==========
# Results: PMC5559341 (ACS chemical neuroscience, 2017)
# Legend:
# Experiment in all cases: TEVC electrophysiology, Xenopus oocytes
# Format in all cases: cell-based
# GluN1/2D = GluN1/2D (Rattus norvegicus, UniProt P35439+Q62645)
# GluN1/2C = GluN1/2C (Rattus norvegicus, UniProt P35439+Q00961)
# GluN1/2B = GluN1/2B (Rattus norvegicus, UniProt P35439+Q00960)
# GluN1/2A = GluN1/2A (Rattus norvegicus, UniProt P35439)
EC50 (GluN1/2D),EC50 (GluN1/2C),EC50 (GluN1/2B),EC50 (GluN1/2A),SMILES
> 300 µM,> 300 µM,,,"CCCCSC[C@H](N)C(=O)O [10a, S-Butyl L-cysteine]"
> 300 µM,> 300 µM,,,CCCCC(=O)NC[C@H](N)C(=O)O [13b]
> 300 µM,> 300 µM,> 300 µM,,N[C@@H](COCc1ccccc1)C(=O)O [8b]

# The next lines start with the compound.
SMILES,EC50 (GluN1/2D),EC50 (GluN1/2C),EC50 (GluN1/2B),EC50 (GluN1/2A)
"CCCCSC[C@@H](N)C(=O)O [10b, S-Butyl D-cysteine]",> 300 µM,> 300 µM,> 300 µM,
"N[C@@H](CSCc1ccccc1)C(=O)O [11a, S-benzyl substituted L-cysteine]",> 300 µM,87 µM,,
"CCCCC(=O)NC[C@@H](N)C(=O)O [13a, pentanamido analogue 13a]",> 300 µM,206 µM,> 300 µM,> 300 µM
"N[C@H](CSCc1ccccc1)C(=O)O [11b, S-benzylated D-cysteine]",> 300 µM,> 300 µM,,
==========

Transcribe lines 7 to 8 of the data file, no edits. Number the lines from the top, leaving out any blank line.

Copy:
# GluN1/2B = GluN1/2B (Rattus norvegicus, UniProt P35439+Q00960)
# GluN1/2A = GluN1/2A (Rattus norvegicus, UniProt P35439)